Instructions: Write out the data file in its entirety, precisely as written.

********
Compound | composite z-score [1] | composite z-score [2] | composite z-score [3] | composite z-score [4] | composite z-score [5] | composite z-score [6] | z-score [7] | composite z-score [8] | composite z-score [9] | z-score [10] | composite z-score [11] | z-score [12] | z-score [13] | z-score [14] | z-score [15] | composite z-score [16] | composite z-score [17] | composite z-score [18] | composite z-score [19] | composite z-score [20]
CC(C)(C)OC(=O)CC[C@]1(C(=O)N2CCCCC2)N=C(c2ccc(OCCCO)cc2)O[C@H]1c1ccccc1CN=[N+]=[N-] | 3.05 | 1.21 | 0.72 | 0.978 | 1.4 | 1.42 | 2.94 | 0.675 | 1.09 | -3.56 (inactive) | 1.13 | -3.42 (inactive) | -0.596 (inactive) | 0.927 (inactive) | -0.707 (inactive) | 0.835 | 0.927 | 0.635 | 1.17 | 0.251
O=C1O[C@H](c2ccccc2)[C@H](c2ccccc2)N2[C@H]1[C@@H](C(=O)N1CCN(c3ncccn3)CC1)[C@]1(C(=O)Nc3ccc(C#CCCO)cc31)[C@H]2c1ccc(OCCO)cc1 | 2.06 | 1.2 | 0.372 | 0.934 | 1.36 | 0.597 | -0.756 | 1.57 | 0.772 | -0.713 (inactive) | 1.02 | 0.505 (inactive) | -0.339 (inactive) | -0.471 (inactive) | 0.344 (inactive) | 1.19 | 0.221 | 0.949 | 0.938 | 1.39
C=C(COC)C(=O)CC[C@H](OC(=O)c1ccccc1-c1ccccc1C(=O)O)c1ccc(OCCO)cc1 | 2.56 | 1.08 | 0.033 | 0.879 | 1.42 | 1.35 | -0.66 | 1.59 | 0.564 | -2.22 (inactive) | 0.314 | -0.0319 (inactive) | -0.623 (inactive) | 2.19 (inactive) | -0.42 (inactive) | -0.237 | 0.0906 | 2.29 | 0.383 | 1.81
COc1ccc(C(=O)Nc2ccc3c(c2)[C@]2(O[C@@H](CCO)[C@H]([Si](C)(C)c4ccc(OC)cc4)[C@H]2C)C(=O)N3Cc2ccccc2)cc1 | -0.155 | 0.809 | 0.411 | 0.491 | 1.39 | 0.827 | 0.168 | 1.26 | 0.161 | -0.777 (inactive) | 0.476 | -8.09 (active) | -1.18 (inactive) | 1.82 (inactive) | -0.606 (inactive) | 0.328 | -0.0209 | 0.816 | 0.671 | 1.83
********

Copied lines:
Compound | composite z-score [1] | composite z-score [2] | composite z-score [3] | composite z-score [4] | composite z-score [5] | composite z-score [6] | z-score [7] | composite z-score [8] | composite z-score [9] | z-score [10] | composite z-score [11] | z-score [12] | z-score [13] | z-score [14] | z-score [15] | composite z-score [16] | composite z-score [17] | composite z-score [18] | composite z-score [19] | composite z-score [20]
CC(C)(C)OC(=O)CC[C@]1(C(=O)N2CCCCC2)N=C(c2ccc(OCCCO)cc2)O[C@H]1c1ccccc1CN=[N+]=[N-] | 3.05 | 1.21 | 0.72 | 0.978 | 1.4 | 1.42 | 2.94 | 0.675 | 1.09 | -3.56 (inactive) | 1.13 | -3.42 (inactive) | -0.596 (inactive) | 0.927 (inactive) | -0.707 (inactive) | 0.835 | 0.927 | 0.635 | 1.17 | 0.251
O=C1O[C@H](c2ccccc2)[C@H](c2ccccc2)N2[C@H]1[C@@H](C(=O)N1CCN(c3ncccn3)CC1)[C@]1(C(=O)Nc3ccc(C#CCCO)cc31)[C@H]2c1ccc(OCCO)cc1 | 2.06 | 1.2 | 0.372 | 0.934 | 1.36 | 0.597 | -0.756 | 1.57 | 0.772 | -0.713 (inactive) | 1.02 | 0.505 (inactive) | -0.339 (inactive) | -0.471 (inactive) | 0.344 (inactive) | 1.19 | 0.221 | 0.949 | 0.938 | 1.39
C=C(COC)C(=O)CC[C@H](OC(=O)c1ccccc1-c1ccccc1C(=O)O)c1ccc(OCCO)cc1 | 2.56 | 1.08 | 0.033 | 0.879 | 1.42 | 1.35 | -0.66 | 1.59 | 0.564 | -2.22 (inactive) | 0.314 | -0.0319 (inactive) | -0.623 (inactive) | 2.19 (inactive) | -0.42 (inactive) | -0.237 | 0.0906 | 2.29 | 0.383 | 1.81
COc1ccc(C(=O)Nc2ccc3c(c2)[C@]2(O[C@@H](CCO)[C@H]([Si](C)(C)c4ccc(OC)cc4)[C@H]2C)C(=O)N3Cc2ccccc2)cc1 | -0.155 | 0.809 | 0.411 | 0.491 | 1.39 | 0.827 | 0.168 | 1.26 | 0.161 | -0.777 (inactive) | 0.476 | -8.09 (active) | -1.18 (inactive) | 1.82 (inactive) | -0.606 (inactive) | 0.328 | -0.0209 | 0.816 | 0.671 | 1.83